Types of Psychotherapy - Psychoanalysis

Freud is the father of it all, much maligned, much misunderstood. When I was in college, I had two separate seminars which covered Freud. When I got to graduate school and started reading more and more Freud, I discovered that my professors had seriously misquoted and unfairly labeled him. If professors at Columbia University are misrepresenting Freud to their students, surely the public who are not taking advanced psychology courses are hearing even greater distortions. Just a brief example, and hardly the most serious. In Freud’s original writings, he stated that dreams are a manifestation of activity of the soul. He chose the German word "Seele", or soul, very specifically. What does that word conjure up for you? Dreams, aspirations, the dark side, the fantasy life, our deepest fears and hopes? In choosing this word, Freud was saying that all this hazy and highly charged material emerges in and fuels our dreams. When Freud was translated into English in the early 1900s, that phrase was dried up into "Dreams are a manifestation of mental activity". Well, that’s exciting. About as informative as saying that walking is a manifestation of leg activity.

Turning to actual practice, people calling themselves "Freudian" vary widely in their orientation, techniques, and skill levels. Make sure you’ve got a good therapist before plunging in. (The next few sections will tell you how to do this.) Analysis of any kind is a specialized form of treatment. It involves seeing the analyst several times a week and a commitment of probably 2 years and up; you may be on a couch during the sessions, unable to see your analyst. This treatment is not for everyone, but a good analyst will tell you if it is right for you within the first few sessions. Actually, most analysts I know do not start an analysis unless the patient has had at least a brief course of psychotherapy.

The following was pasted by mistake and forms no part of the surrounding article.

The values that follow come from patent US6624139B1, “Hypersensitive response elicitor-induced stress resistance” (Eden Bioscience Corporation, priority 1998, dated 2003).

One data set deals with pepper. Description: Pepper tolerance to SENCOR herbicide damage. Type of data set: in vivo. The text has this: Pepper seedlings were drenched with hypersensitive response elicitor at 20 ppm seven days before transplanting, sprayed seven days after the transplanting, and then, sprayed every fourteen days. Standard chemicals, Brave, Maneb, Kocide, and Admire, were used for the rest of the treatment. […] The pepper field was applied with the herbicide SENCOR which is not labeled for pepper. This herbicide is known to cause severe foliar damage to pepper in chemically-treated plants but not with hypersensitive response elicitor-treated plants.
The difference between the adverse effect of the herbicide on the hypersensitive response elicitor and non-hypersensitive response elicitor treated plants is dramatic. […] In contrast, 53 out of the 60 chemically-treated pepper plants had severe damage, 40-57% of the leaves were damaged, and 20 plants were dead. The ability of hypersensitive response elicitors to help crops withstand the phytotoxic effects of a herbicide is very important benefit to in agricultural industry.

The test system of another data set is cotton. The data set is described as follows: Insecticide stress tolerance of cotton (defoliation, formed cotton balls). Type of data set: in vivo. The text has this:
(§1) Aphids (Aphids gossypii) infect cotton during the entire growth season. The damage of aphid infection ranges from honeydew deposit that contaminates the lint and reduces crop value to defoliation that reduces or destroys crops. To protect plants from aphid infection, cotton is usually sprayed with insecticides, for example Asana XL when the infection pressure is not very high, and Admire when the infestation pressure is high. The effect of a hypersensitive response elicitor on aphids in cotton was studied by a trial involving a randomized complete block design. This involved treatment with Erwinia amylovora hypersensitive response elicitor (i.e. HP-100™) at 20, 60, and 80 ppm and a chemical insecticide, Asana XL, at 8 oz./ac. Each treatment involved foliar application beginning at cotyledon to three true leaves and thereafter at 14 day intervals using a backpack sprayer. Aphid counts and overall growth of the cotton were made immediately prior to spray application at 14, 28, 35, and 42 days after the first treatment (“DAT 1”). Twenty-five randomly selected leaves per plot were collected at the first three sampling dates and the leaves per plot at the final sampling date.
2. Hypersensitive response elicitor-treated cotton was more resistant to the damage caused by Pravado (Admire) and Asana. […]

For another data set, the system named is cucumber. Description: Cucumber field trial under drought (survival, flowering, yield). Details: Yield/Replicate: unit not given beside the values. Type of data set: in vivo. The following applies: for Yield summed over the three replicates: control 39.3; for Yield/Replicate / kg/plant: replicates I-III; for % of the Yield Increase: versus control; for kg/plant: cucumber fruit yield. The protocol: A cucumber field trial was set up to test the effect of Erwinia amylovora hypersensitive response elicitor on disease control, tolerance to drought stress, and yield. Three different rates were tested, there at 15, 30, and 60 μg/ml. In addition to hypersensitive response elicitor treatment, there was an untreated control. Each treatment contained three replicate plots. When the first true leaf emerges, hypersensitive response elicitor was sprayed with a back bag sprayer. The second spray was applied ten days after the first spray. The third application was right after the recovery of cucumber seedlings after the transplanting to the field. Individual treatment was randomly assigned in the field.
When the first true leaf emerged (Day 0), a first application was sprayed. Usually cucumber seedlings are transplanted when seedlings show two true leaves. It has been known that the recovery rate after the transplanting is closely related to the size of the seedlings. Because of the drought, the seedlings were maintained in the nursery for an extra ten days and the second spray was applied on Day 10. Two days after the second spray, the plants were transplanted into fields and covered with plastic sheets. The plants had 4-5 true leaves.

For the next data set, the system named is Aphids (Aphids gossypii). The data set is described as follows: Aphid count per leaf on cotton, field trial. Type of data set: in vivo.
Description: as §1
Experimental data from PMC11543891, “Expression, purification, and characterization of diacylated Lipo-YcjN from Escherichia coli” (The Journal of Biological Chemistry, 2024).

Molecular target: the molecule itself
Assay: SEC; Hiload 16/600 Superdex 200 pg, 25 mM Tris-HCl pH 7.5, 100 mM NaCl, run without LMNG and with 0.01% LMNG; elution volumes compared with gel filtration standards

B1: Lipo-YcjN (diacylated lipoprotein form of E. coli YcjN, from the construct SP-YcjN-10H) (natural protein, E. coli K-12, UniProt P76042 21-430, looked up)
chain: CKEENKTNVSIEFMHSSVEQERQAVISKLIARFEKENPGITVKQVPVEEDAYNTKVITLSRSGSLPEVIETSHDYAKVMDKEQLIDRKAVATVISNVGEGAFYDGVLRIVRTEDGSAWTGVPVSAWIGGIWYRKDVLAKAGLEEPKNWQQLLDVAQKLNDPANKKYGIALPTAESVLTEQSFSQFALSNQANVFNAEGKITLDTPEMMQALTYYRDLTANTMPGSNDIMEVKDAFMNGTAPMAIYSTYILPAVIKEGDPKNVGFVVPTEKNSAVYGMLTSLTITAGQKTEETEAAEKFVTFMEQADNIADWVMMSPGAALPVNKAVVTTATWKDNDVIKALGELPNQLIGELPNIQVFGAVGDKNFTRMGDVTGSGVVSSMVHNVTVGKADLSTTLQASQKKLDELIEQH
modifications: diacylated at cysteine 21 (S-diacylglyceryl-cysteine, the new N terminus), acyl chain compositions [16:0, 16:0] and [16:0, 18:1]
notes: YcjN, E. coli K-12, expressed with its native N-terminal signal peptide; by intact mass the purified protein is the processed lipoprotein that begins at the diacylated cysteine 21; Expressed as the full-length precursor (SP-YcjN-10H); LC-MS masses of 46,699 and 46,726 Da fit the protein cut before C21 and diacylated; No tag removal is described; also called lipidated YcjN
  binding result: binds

One thing to keep in mind is that a therapist who claims to be a "strict Freudian" is likely to have a rather rigid point of view about what made you the person you are and what your symptoms mean. This may work for you but if it does not, this therapist may not adjust his style to one that will.

There are many other schools of psychoanalysis. They vary greatly in theoretical orientation, and on the structure of sessions -- use of the couch, number of sessions per week, material to be considered crucial for discussion, etc. What they have in common is that treatment tends to last several years, is usually at least twice a week, and in session an analyst generally says less than a therapist. If there is interest, I can discuss more about psychoanalysis in future additions to this web site.

Cognitive and Cognitive Behavioral Therapies

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